The government should focus primarily on boosting exports to check the widening current account deficit as imposing curbs on imports may not have a significant impact, exporters' body FIEO said Saturday.
"I do not think that we should restrict imports unless we want to join the bandwagon of protectionism and hope that it will spur Make in India," he told PTI.
He also said that CAD at 2.5 per cent of GDP should not be a cause of concern as anything below 3 per cent is not alarming.
"We have sizeable forex reserves to cover 10 months of imports," he added.
The government Friday announced an array of steps, including removal of withholding tax on Masala bonds, relaxation for foreign portfolio investments, and curbs on non-essential imports, to contain the widening CAD and check the rupee depreciation.
FIEO Director General Ajay Sahai said the government should immediately ease liquidity for exporters.
He said that if the government wants to impose curbs on non-essential items, they can consider products such as high-end electronics goods, refrigerators, watches, gold, and high-end footwear and garments.
However, trade experts raised concerns over imposing import restrictions on goods like gold as it will not help in checking trade deficit.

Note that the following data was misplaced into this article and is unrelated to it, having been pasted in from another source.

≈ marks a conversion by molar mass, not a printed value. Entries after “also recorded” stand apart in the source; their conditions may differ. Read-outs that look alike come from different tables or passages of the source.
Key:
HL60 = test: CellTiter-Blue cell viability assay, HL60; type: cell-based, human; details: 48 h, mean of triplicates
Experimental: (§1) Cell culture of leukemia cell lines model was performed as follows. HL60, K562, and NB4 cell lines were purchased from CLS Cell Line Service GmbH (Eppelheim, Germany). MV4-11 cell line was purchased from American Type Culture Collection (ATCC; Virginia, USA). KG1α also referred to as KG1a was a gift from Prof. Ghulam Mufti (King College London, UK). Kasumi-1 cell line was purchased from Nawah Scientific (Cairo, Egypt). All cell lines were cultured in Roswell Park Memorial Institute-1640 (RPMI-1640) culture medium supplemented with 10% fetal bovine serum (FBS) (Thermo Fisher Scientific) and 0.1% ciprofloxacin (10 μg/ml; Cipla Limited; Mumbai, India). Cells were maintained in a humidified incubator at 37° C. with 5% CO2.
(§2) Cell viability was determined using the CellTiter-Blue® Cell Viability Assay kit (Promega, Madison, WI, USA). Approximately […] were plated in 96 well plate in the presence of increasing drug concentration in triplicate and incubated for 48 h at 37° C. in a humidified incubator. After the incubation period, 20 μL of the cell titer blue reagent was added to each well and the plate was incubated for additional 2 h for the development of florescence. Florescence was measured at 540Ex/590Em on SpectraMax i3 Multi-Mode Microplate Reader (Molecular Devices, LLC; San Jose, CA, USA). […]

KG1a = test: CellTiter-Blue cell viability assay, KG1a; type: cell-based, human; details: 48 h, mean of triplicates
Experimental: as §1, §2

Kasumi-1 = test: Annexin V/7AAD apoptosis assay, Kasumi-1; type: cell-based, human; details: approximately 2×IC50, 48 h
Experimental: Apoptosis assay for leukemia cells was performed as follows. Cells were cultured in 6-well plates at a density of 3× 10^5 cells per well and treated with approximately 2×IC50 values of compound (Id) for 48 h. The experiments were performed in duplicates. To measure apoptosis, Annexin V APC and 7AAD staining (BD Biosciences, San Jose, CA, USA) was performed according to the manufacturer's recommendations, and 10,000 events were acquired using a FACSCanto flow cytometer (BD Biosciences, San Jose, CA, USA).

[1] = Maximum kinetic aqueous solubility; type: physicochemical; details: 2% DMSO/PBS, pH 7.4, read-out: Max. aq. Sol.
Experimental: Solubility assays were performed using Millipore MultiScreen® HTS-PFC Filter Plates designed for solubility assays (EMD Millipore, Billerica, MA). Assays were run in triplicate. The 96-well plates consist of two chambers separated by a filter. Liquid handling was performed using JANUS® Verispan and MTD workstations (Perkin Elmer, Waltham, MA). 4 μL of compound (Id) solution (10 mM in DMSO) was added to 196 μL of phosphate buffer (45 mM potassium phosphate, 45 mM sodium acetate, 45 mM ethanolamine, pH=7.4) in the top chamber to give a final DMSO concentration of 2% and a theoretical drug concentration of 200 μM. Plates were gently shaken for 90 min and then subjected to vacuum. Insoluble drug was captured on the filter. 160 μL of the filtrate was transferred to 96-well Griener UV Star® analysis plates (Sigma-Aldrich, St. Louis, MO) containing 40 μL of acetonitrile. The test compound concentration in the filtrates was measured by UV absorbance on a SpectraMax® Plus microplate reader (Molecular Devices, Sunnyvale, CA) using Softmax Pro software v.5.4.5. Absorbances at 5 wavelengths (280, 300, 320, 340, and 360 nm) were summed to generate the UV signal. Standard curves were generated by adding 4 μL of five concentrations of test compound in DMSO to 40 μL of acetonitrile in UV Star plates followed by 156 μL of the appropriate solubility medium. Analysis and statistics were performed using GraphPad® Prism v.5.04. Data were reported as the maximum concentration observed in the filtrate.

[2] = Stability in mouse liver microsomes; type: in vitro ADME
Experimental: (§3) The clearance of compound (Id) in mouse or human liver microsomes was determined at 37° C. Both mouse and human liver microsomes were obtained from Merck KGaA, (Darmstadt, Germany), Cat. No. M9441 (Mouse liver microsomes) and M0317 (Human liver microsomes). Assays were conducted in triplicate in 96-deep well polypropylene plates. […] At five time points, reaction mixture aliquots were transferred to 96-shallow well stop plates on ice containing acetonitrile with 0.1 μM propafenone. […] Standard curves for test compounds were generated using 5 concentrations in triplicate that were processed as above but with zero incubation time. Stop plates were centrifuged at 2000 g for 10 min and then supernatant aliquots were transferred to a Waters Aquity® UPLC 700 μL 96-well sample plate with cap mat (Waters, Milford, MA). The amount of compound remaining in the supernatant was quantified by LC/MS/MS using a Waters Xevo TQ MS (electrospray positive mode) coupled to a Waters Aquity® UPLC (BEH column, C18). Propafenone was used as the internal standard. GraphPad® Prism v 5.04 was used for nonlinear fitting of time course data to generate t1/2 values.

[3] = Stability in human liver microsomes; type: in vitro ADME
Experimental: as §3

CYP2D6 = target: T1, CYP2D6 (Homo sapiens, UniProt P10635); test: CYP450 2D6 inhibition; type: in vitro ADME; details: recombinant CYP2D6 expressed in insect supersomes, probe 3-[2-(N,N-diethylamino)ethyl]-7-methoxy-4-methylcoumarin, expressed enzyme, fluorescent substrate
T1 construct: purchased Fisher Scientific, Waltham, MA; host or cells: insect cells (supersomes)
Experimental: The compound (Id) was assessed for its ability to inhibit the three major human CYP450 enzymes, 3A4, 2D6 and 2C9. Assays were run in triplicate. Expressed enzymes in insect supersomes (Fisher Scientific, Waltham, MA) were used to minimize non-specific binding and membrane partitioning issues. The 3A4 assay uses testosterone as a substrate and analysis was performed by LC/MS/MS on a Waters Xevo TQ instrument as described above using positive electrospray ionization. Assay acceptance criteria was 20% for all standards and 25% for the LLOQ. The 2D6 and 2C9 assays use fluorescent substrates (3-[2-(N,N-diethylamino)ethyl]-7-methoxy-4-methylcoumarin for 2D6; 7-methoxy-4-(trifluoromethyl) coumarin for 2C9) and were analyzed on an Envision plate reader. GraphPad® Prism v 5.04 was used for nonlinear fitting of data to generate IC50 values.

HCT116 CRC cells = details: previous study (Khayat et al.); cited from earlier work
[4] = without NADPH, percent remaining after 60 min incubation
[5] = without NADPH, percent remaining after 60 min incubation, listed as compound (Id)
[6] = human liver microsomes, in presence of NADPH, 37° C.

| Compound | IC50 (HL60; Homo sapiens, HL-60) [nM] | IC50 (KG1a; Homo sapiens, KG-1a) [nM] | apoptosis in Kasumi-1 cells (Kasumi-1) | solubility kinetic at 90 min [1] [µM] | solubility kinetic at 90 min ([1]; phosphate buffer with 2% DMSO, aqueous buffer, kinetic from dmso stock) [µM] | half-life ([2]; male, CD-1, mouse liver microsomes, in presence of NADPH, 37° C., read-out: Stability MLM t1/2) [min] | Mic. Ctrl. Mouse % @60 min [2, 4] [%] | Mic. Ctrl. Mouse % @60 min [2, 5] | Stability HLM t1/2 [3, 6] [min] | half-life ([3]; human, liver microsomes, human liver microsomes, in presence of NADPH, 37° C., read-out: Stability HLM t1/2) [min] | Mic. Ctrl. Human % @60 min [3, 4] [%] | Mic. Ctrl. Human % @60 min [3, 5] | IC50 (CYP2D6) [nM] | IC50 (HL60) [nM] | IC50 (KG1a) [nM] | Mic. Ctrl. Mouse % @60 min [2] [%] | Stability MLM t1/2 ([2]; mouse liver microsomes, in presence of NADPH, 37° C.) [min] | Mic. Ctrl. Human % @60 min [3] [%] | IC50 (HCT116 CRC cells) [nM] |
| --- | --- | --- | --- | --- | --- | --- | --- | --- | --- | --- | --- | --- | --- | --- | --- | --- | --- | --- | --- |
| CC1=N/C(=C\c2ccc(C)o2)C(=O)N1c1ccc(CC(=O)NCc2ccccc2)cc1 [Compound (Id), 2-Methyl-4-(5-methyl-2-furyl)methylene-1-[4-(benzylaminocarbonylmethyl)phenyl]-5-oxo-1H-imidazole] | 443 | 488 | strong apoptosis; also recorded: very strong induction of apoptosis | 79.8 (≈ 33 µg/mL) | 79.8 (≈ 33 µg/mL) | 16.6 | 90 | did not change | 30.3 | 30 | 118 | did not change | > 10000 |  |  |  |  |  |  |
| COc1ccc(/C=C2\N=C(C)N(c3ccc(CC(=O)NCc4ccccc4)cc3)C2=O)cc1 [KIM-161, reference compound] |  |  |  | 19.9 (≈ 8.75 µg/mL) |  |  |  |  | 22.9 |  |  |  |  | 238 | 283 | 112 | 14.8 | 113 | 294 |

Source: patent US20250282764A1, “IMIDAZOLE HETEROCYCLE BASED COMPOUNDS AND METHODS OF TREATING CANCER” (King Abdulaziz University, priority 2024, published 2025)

"It's very unlikely to help. The government has to consider the pros and cons carefully about such steps," Professor Biswajit Dhar of Jawaharlal Nehru University said.
He said that knee-jerk solutions will not help and the government should take a medium-term view, for instance, steps for revival of the manufacturing sector.
The current account deficit (CAD), which is the difference between inflow and outflow of foreign exchange, widened to 2.4 per cent of the GDP in the first quarter of 2018-19.
Large trade deficit and rupee decline against the US dollar are putting pressure on the CAD.
The rupee touched an all-time low of 72.91 against the US dollar on September 12 and it closed at 71.84.
The domestic currency has declined around 6 per cent since August and touched an all-time low of 72 level this week. Petrol and diesel prices have also touched record highs.
Trade deficit soared to a nearly five-year high of $18 billion in July but dipped slightly at $17.4 billion in August.